The trouble with Sunday night’s Downton Abbey is that virtually nothing happened — until a scene that one will never forget.
Downton is like that. I couldn’t tell you anything else about the episode were Sybil dies. Or the episode where Lavinia Swire dies. Or the episode where Matthew dies. Of course, those were years in the past. This episode was only Sunday, and I’ve listened to two podcasts about it since then. You’d think it would be fresh in my mind.
Thankfully, no one died this time around.
But the image of Robert Crawley projectile vomiting blood on his family and future prime minister Neville Chamberlain is an image that eclipses everything else.
We knew Robert had an ulcer, and for the last few weeks it’s been bothering him. A twinge of pain here, the inability to stomach port there. As the ongoing hospital plot drags on at dinner, Robert makes a pained plea for civility, and then…
His ulcer explodes.
Blood spews everywhere.
Have no fear, Downtonians; Robert survives the surgery, and I’m sure we’ll see him hale and hearty in no time.
As for the rest of the episode…
The revelation that Mr. Carson is as much of a stuffy asshole outside of the servants hall as he is in it shouldn’t have been a surprise. His marital life with Elsie Hughes gets off on the wrong foot when he’s hyper-critical about her cooking skills and her menu planning. It’s totally in character for Mr. Carson, and the episode plays it for laughs, but it’s also a sad moment for Mrs. Hughes as she realizes that their marriage isn’t quite as equal as she thought.
Mr. Mason takes over Yew Tree Farm, which leads to scenes of Daisy fretting and being pissy because many people are concerned about Mr. Mason’s age and ability to handle the pigs. Can we stop this Daisy fretting already? It’s tiresome. She’s in her mid-ish-twenties by now. She should know better.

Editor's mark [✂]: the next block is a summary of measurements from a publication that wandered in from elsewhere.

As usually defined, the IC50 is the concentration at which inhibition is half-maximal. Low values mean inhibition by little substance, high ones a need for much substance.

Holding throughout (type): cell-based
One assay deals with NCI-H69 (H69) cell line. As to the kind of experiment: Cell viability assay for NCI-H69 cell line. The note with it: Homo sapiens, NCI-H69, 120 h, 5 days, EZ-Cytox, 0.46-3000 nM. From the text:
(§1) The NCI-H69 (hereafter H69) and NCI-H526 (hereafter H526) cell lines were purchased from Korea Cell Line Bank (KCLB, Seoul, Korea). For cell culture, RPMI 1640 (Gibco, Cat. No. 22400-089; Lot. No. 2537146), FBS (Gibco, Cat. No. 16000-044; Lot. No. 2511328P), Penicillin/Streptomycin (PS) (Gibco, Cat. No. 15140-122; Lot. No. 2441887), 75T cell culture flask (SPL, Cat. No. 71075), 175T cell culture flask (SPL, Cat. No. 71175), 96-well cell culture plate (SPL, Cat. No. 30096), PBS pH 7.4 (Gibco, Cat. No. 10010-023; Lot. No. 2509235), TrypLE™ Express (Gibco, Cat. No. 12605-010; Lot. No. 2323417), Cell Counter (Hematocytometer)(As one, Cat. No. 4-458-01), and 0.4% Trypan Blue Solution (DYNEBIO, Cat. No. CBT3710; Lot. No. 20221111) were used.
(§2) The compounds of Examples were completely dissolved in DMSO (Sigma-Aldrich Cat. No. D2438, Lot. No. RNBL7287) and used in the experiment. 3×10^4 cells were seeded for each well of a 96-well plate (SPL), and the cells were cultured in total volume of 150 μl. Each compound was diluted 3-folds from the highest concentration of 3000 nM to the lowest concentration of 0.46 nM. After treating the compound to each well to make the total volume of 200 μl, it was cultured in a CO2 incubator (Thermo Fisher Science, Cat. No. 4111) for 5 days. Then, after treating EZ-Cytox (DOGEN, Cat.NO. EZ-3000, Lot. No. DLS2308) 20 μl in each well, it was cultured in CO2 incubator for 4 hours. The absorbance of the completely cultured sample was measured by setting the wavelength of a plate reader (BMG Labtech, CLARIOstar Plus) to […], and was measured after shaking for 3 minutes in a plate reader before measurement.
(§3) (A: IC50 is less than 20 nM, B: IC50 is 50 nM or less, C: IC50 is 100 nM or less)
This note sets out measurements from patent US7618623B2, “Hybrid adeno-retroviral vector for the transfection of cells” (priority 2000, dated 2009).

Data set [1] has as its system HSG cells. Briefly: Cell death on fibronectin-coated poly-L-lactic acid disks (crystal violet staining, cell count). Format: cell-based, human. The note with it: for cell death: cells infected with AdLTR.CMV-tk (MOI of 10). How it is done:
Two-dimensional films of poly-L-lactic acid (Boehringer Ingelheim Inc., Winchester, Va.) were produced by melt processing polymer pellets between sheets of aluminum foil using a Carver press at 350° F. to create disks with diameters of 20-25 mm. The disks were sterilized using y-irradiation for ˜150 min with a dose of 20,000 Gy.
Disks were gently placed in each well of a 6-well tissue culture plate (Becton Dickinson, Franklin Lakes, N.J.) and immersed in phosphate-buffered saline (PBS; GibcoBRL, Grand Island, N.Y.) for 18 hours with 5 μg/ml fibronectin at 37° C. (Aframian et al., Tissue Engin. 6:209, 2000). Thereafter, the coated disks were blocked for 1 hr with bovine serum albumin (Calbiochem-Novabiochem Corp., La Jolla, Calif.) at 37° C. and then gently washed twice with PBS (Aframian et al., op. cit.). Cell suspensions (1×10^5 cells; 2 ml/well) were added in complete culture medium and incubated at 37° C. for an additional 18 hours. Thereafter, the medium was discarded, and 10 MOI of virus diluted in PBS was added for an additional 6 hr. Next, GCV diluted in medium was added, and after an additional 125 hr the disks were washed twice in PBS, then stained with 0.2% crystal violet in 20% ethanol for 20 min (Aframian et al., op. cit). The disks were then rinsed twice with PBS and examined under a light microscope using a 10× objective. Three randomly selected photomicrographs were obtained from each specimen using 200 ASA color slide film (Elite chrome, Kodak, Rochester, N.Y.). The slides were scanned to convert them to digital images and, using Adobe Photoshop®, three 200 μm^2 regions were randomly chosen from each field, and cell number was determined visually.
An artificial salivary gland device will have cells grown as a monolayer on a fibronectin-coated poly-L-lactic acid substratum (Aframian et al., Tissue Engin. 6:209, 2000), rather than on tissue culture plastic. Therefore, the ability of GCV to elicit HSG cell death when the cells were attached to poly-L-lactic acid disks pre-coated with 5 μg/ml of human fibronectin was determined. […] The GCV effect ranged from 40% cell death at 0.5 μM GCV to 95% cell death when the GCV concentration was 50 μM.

Something happened with Spratt and Denker that sapped my will to live.
Neville Chamberlain was a surprisingly jovial figure. After the explosive ulcer, he had a charming — or, maybe, completely random — conversation with Tom Branson about a college prank he pulled.
After all the sturm und drang over Baxter being called as a witness in a trial for the man who put her up to stealing jewels, that plot up and evaporates at the courthouse doors. Why did we waste time on this plot, if nothing is going to come of it?
Ozymandias (in other words, Henry Talbot) is back in town, this time to buy a racing car. After some witty repartee between Mary and Ozymandias, Tom cuts through the bullshit and tells these two crazy kids that they should date. I’ve made my preferences known — Mary’s ideal match is Charles Blake — but I suppose she can’t go wrong with a world-dominating megalomaniac masquerading as an upper-crust race car driver.
And Edith had a date! Edith, in London to hire a new editor for her magazine, meets Bertie Pelham and they go for a walk in a park, she shows him her London flat, he takes her to dinner and dancing, and they kiss! Okay, it’s not my dream romance for Edith…
— Allyn Gibson (@allyngibson) January 4, 2016
…but I think he’ll do.
The episode showed the stark difference between the Crawley sisters. Mary feels like there’s no one available who has the financial assets to win her, while Edith tells Bertie that she’s not out of his league just because he has “nothing to offer.” I wish Edith nothing but happiness and Mary nothing but misery.
Seriously, though, Robert’s explosive ulcer attack leads to one of the stupidest Downton Abbey scenes ever — Cora and the Dowager Countess talk openly about Marigold for no reason whatsoever in earshot of Mary. While they didn’t say who Marigold was, they said enough that Mary knows there’s a secret in the house that she doesn’t know, and she’ll move heaven and earth to find out what it is. And, knowing Mary, she’ll use it at the worst possible moment, because that’s the kind of person she is.
I’m surprised I found that much to say about an episode that was generally bland and left me feeling disengaged throughout. Things escaped from the shadow of the exploding ulcer, after all.
On a related note, the DVD set of season six arrived from Amazon yesterday. Were it not for deadlines at the office, I’d probably mainline the remaining episodes in the next day or two. But I won’t. Patience, young padawan. Patience.